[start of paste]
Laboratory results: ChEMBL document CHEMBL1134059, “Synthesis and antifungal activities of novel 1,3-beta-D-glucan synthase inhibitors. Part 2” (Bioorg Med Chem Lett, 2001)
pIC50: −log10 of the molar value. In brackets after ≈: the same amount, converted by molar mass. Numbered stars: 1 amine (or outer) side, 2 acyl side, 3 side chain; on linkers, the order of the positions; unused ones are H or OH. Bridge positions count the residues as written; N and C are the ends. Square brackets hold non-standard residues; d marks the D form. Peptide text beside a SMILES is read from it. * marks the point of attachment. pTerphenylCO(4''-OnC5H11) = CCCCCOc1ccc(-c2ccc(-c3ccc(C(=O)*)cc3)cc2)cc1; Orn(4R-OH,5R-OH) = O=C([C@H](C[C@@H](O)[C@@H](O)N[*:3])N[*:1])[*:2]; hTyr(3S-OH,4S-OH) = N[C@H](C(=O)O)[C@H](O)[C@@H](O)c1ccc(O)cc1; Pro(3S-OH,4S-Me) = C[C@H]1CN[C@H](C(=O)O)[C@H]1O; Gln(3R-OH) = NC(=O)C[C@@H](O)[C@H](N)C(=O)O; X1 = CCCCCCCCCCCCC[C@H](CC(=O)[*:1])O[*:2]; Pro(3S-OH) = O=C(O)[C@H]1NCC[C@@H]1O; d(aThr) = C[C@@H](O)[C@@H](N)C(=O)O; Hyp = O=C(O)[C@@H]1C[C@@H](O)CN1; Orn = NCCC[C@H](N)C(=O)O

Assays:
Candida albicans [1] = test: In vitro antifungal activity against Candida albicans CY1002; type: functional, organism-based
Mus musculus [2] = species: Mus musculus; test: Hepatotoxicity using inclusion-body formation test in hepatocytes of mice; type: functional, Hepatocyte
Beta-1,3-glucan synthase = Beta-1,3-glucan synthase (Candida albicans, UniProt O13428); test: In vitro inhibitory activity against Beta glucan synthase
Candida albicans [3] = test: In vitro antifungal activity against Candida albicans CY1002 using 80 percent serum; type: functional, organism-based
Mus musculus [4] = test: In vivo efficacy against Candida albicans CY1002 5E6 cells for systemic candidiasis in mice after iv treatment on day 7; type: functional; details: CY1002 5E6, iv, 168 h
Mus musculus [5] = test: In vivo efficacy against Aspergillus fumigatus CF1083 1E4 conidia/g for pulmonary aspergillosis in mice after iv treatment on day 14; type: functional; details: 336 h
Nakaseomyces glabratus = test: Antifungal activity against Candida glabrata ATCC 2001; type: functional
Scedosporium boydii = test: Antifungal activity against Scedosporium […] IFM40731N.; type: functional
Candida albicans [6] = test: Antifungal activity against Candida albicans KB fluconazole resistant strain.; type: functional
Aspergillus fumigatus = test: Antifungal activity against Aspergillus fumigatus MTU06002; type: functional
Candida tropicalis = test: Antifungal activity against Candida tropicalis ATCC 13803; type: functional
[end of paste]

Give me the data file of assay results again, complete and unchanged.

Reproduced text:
Laboratory results: ChEMBL document CHEMBL1134059, “Synthesis and antifungal activities of novel 1,3-beta-D-glucan synthase inhibitors. Part 2” (Bioorg Med Chem Lett, 2001)
pIC50: −log10 of the molar value. In brackets after ≈: the same amount, converted by molar mass. Numbered stars: 1 amine (or outer) side, 2 acyl side, 3 side chain; on linkers, the order of the positions; unused ones are H or OH. Bridge positions count the residues as written; N and C are the ends. Square brackets hold non-standard residues; d marks the D form. Peptide text beside a SMILES is read from it. * marks the point of attachment. pTerphenylCO(4''-OnC5H11) = CCCCCOc1ccc(-c2ccc(-c3ccc(C(=O)*)cc3)cc2)cc1; Orn(4R-OH,5R-OH) = O=C([C@H](C[C@@H](O)[C@@H](O)N[*:3])N[*:1])[*:2]; hTyr(3S-OH,4S-OH) = N[C@H](C(=O)O)[C@H](O)[C@@H](O)c1ccc(O)cc1; Pro(3S-OH,4S-Me) = C[C@H]1CN[C@H](C(=O)O)[C@H]1O; Gln(3R-OH) = NC(=O)C[C@@H](O)[C@H](N)C(=O)O; X1 = CCCCCCCCCCCCC[C@H](CC(=O)[*:1])O[*:2]; Pro(3S-OH) = O=C(O)[C@H]1NCC[C@@H]1O; d(aThr) = C[C@@H](O)[C@@H](N)C(=O)O; Hyp = O=C(O)[C@@H]1C[C@@H](O)CN1; Orn = NCCC[C@H](N)C(=O)O

Assays:
Candida albicans [1] = test: In vitro antifungal activity against Candida albicans CY1002; type: functional, organism-based
Mus musculus [2] = species: Mus musculus; test: Hepatotoxicity using inclusion-body formation test in hepatocytes of mice; type: functional, Hepatocyte
Beta-1,3-glucan synthase = Beta-1,3-glucan synthase (Candida albicans, UniProt O13428); test: In vitro inhibitory activity against Beta glucan synthase
Candida albicans [3] = test: In vitro antifungal activity against Candida albicans CY1002 using 80 percent serum; type: functional, organism-based
Mus musculus [4] = test: In vivo efficacy against Candida albicans CY1002 5E6 cells for systemic candidiasis in mice after iv treatment on day 7; type: functional; details: CY1002 5E6, iv, 168 h
Mus musculus [5] = test: In vivo efficacy against Aspergillus fumigatus CF1083 1E4 conidia/g for pulmonary aspergillosis in mice after iv treatment on day 14; type: functional; details: 336 h
Nakaseomyces glabratus = test: Antifungal activity against Candida glabrata ATCC 2001; type: functional
Scedosporium boydii = test: Antifungal activity against Scedosporium […] IFM40731N.; type: functional
Candida albicans [6] = test: Antifungal activity against Candida albicans KB fluconazole resistant strain.; type: functional
Aspergillus fumigatus = test: Antifungal activity against Aspergillus fumigatus MTU06002; type: functional
Candida tropicalis = test: Antifungal activity against Candida tropicalis ATCC 13803; type: functional